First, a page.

In his judgment, the Honourable Mr Justice Underhill made this comment:

"We should say.. that the practice of making secret recordings in this way is, to put it no higher, very distasteful; but employees such as the claimant will not doubt say that it is a necessary step in order to expose injustice. Perhaps they are sometimes right, but the respondent has already made it clear that it will rely on the claimant's conduct in making these covert recordings, as illustrative of the way in which her conduct had destroyed any relationship of trust and confidence between her and it."

The EAT also recognised that the respondent in this case would rely on the claimant's recordings as evidence as to her credibility, since she had been asked on previous occasions whether she had made such recordings and had denied it. As an aside, last month the EAT separately upheld a decision to award costs against the Claimant in this case (estimated to be around Ł87,000), despite the fact she was unemployed and unrepresented before the tribunal.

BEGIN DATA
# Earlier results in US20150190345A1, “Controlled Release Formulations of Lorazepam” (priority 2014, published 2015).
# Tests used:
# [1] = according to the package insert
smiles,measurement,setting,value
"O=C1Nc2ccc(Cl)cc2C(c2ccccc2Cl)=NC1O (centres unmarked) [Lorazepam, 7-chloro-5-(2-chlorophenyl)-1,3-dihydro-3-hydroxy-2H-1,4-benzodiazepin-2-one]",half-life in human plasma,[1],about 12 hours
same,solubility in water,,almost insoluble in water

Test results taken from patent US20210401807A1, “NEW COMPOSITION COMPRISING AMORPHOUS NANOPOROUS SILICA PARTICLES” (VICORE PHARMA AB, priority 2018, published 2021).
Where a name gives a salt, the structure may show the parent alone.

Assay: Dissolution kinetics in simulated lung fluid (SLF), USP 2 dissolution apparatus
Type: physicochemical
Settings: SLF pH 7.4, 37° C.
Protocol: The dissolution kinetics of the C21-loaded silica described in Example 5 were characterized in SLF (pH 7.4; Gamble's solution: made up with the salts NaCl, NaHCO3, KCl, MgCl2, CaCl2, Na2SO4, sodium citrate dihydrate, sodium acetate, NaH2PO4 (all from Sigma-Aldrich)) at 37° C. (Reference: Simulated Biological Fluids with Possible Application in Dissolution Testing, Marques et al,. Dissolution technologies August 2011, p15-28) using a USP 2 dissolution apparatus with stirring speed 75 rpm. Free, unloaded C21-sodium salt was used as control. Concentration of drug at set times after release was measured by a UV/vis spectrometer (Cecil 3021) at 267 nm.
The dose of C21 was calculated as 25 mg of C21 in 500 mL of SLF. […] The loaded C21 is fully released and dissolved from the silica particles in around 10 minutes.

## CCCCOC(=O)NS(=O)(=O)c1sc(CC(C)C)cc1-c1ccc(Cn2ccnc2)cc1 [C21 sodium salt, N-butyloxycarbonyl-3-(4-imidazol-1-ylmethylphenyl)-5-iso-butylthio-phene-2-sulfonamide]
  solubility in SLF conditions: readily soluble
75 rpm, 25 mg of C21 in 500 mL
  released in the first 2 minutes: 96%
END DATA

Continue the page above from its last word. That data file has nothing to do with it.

These cases are different to cases of employee monitoring by employers (which is covered by the ICO's Employment Practices Data Protection Code, Part 3). It is rare for covert monitoring of employees to be justified and it should only be conducted in exceptional circumstances where there is a legitimate business reason and it is done as part of a specific investigation into a serious allegation (of fraud, or other criminal activity for example).